• Rich in CT

          Even if what you state is true, it would prove that T&F acted irresponsibly and put its reputation at risk by referring garbage to an affiliate, pranking back or not. Nothing about this case makes the academic industry look good.

        • Other Bill

          Chris, that’s a great argument a lawyer defending academia would make but where do you come down on this? What do you really think? You really dismiss this and Sokol as outliers that are indicative of nothing? Nothing to see here folks, just move along? It’s kind of as if I’m asking you after you’ve defended a defendant in a criminal trial, “So you really think your guy didn’t commit the murder?” You really believe in the positions you take or are you just a contrarian?

          • Chris may be thinking ahead. He knows the lack of integrity in the scientific and research establishment casts doubt on the climate change “consensus.”

            • Chris


              Chris, that’s a great argument a lawyer defending academia would make but where do you come down on this? What do you really think? You really dismiss this and Sokol as outliers that are indicative of nothing?

              My first comment was clear to differentiate this from the Sokal paper, which was published in a legitimate academic journal. That was indicative of something; it was also twenty years ago. This one is indicative of nothing, for the reasons I already stated. I don’t do contrarianism; I always state what I believe.


              Chris may be thinking ahead. He knows the lack of integrity in the scientific and research establishment casts doubt on the climate change “consensus.”

              This is a silly, nonresponsive comment that merely proves my point about confirmation bias.

                • Chris

                  You responded to my objections about this hoax by saying I must “know” that science and academia have the problems the hoax claims it does–even though the hoax in question does nothing to actually illuminate those problems. In other words, the hoax only matters insomuch as it can be used to confirm what you already believe, regardless of its actual quality.

                  • For heaven’s sake, Chris, EVERYONE knows that science and research have these issues, and that peer reviewed publications are often sloppy and accept work, as the hoaxers suggested, based on their own biases rather than objective quality. I didn’t say this episode proves anything regarding climate change research; I do say that the red flag it sends up is very relevant to politicized research generally that is uncritically hailed as the discovered truth, and this may explain why your knee-jerk reaction is to try to marginalize its lessons.

            • Other Bill

              Chris is a natural born defense lawyer. He needs to get himself to a law school asap. He’s got the “Cops are all liars” gene in spades.

  9. Sue Dunim

    This one is genuine.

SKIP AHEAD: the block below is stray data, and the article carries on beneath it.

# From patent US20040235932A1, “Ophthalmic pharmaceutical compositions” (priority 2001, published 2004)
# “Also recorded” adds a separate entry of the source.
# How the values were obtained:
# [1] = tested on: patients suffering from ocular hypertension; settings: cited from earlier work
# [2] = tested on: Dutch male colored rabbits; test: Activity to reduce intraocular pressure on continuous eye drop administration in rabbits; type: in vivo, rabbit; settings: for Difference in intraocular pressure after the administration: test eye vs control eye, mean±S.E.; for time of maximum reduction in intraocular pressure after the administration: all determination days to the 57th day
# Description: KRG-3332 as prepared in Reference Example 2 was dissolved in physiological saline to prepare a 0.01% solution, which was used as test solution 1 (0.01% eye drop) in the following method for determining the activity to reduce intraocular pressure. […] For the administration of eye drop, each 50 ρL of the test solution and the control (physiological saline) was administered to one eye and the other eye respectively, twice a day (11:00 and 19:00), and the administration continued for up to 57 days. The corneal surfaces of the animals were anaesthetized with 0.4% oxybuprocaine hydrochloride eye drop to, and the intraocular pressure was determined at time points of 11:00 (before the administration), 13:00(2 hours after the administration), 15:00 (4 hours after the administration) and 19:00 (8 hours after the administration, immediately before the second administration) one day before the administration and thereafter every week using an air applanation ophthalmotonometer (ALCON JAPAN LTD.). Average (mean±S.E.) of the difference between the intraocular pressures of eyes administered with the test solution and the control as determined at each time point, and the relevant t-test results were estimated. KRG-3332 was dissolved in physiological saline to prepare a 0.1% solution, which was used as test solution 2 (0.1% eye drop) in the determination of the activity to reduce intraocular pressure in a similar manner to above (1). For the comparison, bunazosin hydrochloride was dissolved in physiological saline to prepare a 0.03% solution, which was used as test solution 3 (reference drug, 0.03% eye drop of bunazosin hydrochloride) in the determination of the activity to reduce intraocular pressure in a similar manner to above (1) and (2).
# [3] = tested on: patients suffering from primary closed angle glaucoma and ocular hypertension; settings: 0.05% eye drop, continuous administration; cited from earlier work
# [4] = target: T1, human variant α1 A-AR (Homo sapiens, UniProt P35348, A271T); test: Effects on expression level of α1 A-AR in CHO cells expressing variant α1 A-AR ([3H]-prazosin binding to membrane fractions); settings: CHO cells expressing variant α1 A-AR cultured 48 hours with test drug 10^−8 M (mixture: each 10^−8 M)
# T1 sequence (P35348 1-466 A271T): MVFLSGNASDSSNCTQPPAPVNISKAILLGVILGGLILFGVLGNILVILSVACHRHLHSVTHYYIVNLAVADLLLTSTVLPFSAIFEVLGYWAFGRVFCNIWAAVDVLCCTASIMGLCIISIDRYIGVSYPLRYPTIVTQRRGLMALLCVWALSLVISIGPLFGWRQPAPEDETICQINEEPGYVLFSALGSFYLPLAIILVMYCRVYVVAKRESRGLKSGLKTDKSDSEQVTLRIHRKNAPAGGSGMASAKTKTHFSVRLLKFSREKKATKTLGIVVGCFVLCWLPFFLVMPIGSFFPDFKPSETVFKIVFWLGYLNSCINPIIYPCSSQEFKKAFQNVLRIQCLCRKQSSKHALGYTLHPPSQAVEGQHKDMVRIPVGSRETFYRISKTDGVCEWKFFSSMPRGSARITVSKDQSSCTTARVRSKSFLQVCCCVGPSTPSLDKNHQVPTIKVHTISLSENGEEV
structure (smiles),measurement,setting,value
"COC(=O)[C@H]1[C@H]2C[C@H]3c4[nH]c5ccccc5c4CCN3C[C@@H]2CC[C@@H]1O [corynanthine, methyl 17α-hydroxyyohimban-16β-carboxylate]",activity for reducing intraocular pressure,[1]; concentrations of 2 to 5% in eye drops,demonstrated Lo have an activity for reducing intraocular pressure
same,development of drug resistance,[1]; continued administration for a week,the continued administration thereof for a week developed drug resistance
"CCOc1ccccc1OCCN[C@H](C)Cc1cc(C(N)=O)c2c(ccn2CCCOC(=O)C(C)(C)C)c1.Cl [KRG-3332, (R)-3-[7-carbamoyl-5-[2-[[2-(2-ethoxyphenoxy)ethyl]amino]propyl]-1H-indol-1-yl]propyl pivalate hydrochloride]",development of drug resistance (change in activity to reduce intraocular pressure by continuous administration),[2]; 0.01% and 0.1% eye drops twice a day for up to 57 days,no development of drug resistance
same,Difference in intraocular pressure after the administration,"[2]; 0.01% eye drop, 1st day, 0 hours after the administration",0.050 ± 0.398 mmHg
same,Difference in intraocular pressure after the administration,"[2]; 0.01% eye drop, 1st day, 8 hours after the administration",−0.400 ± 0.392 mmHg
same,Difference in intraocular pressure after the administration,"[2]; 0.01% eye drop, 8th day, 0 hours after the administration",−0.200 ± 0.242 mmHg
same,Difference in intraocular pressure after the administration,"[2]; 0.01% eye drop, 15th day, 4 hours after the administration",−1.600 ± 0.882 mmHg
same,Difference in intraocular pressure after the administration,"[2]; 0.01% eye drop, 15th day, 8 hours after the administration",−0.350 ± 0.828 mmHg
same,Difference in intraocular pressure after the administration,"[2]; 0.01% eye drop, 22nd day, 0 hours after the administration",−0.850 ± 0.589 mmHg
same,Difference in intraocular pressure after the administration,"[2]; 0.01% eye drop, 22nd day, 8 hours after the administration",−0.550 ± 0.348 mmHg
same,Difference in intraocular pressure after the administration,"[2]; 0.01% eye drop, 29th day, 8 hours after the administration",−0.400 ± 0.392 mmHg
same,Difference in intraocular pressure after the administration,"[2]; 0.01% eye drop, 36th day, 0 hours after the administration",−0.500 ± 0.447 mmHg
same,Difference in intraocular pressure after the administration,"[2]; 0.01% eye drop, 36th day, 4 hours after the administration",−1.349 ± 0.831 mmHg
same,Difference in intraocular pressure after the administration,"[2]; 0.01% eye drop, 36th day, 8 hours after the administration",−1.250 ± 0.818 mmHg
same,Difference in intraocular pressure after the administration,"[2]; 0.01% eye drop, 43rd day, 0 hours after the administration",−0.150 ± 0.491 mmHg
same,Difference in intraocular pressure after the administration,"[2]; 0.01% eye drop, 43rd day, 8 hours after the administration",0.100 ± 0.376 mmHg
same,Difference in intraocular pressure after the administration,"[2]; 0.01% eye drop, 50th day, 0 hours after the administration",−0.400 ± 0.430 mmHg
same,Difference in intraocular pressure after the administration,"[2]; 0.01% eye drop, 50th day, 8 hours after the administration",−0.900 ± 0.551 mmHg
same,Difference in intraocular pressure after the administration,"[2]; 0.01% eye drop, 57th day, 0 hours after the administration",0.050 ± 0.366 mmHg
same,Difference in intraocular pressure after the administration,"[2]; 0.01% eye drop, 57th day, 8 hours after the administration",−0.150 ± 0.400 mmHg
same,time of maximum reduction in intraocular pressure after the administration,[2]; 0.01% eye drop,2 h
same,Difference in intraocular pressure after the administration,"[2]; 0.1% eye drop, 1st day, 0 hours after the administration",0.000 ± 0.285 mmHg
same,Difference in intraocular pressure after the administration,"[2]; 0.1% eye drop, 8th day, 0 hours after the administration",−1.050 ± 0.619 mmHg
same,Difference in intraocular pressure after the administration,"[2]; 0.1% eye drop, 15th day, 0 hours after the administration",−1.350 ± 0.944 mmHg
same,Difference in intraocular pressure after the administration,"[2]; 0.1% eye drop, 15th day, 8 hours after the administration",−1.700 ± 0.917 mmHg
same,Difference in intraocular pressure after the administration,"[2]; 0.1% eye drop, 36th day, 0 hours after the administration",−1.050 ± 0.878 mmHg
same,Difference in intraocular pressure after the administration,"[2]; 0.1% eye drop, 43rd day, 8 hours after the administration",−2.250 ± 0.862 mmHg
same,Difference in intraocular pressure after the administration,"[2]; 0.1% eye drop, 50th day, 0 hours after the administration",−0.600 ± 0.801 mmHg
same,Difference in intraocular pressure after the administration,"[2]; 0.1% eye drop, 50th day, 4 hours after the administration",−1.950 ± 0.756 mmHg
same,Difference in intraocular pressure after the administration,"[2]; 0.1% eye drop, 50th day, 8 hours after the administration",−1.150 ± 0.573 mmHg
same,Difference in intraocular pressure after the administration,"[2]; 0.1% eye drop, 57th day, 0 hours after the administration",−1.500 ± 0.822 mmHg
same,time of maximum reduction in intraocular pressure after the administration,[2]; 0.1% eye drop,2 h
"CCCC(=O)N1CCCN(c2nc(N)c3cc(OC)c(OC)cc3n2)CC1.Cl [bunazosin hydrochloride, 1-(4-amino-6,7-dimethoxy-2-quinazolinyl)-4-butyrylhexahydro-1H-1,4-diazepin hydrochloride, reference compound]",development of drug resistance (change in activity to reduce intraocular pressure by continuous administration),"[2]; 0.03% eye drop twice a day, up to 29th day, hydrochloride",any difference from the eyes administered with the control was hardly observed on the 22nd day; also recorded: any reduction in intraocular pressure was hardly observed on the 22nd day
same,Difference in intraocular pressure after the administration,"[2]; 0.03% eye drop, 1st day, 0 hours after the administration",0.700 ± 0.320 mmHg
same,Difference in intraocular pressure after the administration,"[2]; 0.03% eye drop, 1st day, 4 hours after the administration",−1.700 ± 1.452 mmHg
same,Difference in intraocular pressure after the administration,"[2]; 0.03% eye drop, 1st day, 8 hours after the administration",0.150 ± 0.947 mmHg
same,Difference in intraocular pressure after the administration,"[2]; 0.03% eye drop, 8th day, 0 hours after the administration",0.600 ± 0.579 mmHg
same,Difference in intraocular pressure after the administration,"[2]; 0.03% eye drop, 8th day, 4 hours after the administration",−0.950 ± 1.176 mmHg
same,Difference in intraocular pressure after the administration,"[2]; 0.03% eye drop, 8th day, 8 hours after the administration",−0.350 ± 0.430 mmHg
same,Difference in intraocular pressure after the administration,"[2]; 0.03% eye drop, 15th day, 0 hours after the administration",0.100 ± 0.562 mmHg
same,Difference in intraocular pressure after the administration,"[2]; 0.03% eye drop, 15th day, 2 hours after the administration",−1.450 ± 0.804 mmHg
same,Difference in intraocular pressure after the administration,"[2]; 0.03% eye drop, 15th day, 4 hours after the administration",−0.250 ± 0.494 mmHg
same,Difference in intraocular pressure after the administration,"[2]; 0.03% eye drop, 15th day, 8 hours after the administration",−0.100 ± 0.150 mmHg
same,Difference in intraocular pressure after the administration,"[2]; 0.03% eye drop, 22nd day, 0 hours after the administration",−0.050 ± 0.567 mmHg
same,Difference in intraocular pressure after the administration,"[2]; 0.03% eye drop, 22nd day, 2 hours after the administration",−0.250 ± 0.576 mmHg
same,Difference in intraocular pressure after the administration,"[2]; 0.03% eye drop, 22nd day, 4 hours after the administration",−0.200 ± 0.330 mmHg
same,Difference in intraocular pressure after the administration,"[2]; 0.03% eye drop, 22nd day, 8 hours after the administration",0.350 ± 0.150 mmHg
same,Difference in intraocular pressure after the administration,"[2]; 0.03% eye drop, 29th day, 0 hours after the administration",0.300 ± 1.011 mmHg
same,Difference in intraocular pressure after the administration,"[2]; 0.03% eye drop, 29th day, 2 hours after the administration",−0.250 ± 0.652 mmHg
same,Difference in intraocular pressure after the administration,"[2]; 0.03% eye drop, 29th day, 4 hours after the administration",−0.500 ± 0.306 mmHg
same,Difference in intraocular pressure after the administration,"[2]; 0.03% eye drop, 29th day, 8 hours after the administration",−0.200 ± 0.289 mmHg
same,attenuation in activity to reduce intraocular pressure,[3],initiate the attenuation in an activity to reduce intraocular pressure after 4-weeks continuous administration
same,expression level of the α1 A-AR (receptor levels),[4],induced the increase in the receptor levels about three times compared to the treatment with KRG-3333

“Today the Frankenstein phenomenon is omnipresent not only in religious myth, but in its offspring, phallocratic technology. The insane desire for power, the madness of boundary violation, is the mark of necrophiliacs who sense the lack of soul/spirit/life-loving principle with themselves and therefore try to invade and kill off all spirit, substituting conglomerates of corpses. This necrophilic invasion/elimination takes a variety of forms. Transsexualism is an example of male surgical siring which invades the female world with substitutes.”

    From the book Gyn/Ecology by Mary Daly.

    • Chris

      Most feminists (outside TERFs) acknowledge Mary Daly as a transphobic kook. That quote doesn’t prove anything about the field of gender studies.

      • Other Bill

        Query, Chris: How many semesters of gender studies courses did you take in college? Did you go to UC Santa Cruz?

        • Chris

          I went to Fresno State. I never actually took a “gender studies” class, but my multicultural literature class was led by a feminist professor, and the curriculum and discussions were heavily feminist-infused. She became something of a mentor to me, and invited me into a graduate level class on Literature of the Iraq Wars while I was still an undergrad. I also took a Sociology of Race class.

      • Sue Dunim

        I think you’ll find a large proportion of Gender Studies courses include Gyn/Ecology in their reading lists, and not as a Horrible Example, but a worthy, if flawed, work.

        As regards the late Mary Daily, I have some real issues with many of her views, not just confined to her alleged Transphobia.

        The views I have issues with include the ones expressed in this interview:

        WIE: In Quintessence, your idyllic continent is inhabited by women only, but the rest of the world is inhabited by women and men.

        MD: I didn’t say how many men were there.

        WIE: Which brings us to another question I wanted to ask you. Sally Miller Gearhart, in her article “The Future—If There Is One—Is Female” writes: “At least three further requirements supplement the strategies of environmentalists if we were to create and preserve a less violent world. 1) Every culture must begin to affirm the female future. 2) Species responsibility must be returned to women in every culture. 3) The proportion of men must be reduced to and maintained at approximately ten percent of the human race.” What do you think about this statement?

        MD: I think it’s not a bad idea at all. If life is to survive on this planet, there must be a decontamination of the Earth. I think this will be accompanied by an evolutionary process that will result in a drastic reduction of the population of males. People are afraid to say that kind of stuff anymore.

        Serious statements about “population reduction” and “decontamination of the Earth” regarding any group raise my hackles. Whether they be in English or auf Deutsch. I personally have a commitment to Freedom of Speech, but I have no qualms about making genocide advocates afraid to state their views, lest they be anathematised, and met with appropriate countermeasures if they try implementing their policies.